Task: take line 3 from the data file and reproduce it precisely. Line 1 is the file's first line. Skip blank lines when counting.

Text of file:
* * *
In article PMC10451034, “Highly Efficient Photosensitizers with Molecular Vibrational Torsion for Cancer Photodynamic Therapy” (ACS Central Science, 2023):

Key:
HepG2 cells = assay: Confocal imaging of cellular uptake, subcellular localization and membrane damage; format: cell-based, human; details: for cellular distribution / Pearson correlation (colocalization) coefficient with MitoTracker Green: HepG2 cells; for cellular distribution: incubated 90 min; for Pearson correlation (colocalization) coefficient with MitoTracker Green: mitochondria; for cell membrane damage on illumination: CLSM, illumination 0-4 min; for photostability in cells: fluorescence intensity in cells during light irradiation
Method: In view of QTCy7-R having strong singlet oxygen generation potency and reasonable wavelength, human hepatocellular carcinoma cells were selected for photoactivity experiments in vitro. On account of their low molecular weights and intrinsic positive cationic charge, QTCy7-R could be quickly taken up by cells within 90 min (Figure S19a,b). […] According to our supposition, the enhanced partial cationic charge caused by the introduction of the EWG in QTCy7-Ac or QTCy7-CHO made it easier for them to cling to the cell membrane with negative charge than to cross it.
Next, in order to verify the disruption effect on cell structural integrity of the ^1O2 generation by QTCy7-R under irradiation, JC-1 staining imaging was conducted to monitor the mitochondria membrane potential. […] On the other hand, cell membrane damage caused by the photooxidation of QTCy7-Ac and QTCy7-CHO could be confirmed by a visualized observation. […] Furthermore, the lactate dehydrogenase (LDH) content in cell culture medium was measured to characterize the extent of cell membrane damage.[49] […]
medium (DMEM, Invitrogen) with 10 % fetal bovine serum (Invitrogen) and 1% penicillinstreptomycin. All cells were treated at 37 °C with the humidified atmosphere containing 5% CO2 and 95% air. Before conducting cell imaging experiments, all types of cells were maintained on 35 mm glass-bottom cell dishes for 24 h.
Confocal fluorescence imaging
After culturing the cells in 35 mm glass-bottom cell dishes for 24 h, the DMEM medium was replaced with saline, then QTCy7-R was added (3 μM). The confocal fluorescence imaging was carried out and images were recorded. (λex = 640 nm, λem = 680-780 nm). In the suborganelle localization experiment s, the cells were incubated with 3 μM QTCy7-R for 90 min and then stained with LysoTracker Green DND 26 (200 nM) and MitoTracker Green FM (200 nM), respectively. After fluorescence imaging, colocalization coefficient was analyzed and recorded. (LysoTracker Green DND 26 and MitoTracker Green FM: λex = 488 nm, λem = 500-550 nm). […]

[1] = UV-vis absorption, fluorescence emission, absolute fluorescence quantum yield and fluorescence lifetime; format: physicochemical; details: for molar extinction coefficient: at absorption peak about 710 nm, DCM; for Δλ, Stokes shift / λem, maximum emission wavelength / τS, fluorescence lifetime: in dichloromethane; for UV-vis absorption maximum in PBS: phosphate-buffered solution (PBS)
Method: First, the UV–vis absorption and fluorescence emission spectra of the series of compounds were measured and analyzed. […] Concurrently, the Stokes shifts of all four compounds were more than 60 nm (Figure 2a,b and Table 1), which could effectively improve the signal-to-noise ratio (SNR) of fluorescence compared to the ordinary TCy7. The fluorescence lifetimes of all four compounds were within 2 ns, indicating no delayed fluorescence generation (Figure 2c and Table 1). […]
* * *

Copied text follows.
HepG2 cells = assay: Confocal imaging of cellular uptake, subcellular localization and membrane damage; format: cell-based, human; details: for cellular distribution / Pearson correlation (colocalization) coefficient with MitoTracker Green: HepG2 cells; for cellular distribution: incubated 90 min; for Pearson correlation (colocalization) coefficient with MitoTracker Green: mitochondria; for cell membrane damage on illumination: CLSM, illumination 0-4 min; for photostability in cells: fluorescence intensity in cells during light irradiation